How to deal with people without actually, you know, dealing with people.

I never made this particular training session.  In part it was because I was too busy with certain deadlines.  The session was provided by some outside crowd, some consultancy firm that give advice to – well, to people like us, people whose job it is to help other people find stuff.  The title of the session was ‘The Reference Interview’ – which is a very fancy was of saying ‘How to help somebody find something without wasting their time’ I guess.

As I say I was too busy to attend, but I heard a good account of what went on from a couple of colleagues.

“Do you know what the first no-no is?” said one co-worker of mine over coffee the other day.  “The first thing that they told us you must absolutely never say to any library user?  You must never tell them they ‘look lost’.”

Gulp.  That’s usually the first thing I say: “Hi, you look lost”.  In principle it probably is wrong.  It’s probably better to be positive and encouraging, rather than say something that will probably make them feel more embarrassed than they already are.  But very often people do look lost.  And what’s worse, they seem embarrassed for having to seek help.

Another thing I often say to people who are obviously looking for something they can’t find is: “are you in trouble there”?    Probably another no-no – I mean it’s not as though the bank has foreclosed on them or they’ve fallen afoul of the law (I hope).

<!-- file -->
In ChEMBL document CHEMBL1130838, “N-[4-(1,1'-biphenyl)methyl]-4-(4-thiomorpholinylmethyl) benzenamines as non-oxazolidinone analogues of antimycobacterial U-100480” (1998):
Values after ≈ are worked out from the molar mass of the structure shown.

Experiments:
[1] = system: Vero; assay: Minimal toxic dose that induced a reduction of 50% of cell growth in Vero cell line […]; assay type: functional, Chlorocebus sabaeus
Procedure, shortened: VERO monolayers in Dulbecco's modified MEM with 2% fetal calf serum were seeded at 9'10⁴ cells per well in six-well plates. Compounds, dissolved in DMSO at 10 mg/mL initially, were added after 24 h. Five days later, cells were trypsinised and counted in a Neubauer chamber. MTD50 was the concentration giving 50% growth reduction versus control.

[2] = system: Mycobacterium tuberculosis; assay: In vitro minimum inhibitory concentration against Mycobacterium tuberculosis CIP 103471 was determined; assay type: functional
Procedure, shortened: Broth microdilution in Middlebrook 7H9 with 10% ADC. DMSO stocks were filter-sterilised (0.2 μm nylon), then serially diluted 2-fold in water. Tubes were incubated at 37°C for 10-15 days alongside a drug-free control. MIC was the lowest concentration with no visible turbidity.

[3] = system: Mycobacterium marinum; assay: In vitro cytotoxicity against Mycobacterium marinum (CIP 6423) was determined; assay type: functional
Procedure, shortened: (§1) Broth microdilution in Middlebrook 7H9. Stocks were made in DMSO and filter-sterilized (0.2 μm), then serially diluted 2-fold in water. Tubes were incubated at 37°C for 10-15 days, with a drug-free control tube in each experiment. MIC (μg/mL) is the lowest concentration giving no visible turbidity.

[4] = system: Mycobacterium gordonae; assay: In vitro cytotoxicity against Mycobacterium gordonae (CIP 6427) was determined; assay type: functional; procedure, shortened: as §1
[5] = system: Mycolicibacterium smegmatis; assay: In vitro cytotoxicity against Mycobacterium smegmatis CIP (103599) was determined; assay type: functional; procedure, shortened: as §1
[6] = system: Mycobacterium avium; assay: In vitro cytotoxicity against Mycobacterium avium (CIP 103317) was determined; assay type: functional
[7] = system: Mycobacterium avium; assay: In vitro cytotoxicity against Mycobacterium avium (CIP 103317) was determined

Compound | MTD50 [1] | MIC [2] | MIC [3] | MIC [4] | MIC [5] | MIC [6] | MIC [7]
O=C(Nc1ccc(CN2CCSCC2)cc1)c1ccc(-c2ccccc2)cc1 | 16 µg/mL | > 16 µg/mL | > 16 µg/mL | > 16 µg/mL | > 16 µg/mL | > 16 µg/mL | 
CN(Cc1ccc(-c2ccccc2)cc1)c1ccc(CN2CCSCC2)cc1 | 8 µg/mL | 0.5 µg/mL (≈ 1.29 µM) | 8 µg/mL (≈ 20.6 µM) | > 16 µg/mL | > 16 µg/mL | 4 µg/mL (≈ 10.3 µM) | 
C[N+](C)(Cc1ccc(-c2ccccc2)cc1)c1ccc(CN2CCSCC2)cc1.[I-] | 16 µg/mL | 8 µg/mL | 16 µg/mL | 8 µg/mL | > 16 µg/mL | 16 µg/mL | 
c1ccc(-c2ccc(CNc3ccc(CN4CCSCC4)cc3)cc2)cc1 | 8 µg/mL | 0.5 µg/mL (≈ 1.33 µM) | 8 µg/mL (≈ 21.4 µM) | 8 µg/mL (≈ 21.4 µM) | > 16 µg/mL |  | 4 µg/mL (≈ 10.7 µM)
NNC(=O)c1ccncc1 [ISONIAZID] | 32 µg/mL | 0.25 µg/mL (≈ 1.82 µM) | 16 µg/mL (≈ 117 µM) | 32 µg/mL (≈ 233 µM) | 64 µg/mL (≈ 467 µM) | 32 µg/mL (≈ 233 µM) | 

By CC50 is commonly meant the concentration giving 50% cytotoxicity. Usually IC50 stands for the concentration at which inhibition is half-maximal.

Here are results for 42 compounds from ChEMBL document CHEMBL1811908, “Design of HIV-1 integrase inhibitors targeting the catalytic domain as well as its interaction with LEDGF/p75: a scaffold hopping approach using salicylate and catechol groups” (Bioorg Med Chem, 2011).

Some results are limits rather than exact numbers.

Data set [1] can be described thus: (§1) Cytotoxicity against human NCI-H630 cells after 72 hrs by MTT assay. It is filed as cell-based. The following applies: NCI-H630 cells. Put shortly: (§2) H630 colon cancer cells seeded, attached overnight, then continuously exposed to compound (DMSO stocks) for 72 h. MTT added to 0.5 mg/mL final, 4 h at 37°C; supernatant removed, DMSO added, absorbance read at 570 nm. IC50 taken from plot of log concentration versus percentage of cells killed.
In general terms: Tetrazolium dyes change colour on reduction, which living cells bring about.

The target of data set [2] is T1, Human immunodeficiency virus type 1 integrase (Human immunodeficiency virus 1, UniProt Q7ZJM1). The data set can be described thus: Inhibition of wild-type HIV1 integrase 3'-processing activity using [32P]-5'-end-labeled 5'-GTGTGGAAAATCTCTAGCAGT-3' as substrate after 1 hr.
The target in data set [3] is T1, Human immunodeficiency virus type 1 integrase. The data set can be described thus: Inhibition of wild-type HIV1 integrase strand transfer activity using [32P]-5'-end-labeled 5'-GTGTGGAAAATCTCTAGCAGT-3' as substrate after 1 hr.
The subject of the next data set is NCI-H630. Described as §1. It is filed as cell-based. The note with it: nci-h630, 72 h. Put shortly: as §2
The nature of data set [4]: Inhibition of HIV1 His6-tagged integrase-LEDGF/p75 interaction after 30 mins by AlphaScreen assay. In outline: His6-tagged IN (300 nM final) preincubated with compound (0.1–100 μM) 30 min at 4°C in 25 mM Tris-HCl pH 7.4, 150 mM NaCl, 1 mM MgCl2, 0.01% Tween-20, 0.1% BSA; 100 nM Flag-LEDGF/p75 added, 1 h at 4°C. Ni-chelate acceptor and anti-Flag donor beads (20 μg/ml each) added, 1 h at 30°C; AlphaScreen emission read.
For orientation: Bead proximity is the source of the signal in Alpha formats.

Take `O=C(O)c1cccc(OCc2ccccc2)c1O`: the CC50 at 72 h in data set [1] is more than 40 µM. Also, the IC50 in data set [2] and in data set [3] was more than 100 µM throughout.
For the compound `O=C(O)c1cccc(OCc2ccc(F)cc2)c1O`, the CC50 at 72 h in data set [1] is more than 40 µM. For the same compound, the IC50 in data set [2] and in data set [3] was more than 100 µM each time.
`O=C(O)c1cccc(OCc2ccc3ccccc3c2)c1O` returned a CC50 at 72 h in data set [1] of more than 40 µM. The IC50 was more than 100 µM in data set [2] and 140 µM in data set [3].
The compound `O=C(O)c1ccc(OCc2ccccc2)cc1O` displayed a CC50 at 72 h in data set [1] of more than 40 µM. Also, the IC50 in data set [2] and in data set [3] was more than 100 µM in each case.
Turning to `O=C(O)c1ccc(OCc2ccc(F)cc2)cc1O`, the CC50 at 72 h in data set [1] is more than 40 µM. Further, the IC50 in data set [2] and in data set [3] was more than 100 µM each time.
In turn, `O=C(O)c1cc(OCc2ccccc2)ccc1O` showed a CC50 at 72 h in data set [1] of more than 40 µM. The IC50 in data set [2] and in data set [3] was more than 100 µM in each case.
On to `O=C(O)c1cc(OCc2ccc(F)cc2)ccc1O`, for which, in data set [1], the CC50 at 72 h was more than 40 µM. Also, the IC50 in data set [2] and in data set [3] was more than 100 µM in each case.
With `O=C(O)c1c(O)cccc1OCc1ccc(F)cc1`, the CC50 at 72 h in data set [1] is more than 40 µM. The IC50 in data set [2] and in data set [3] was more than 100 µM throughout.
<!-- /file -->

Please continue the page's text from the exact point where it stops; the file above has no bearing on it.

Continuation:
Of course we love you. Now get the hell out of here.

But at the end of the day the important thing is that a) they find what they need and b) they don’t feel that they’ve committed some unpardonable social gaffe by having to ask a simple question – so that the next time they need help, they won’t have to think twice about asking for it.

Anyhoo, I digress.  The highly-paid consultants from the firm of AngloNormanton and WaspBury, or whatever they’re called, very emphatically told my co-workers that we  should never, ever say anything so patronising to a library user as “you look lost”.  That we should instead be positive and courteous.  Then what happened?

The door of the meeting room opened, and someone put their head around.  They looked, well, lost.  They asked: “Excuse me, is this the (name of postgraduate briefing session that was taking place elsewhere)?”

And the salaried HR professional from the double-barrel-named firm who’d come to teach us how to be positive and courteous sniffed haughtily, shot them a withering glance and barked: “No it isn’t.


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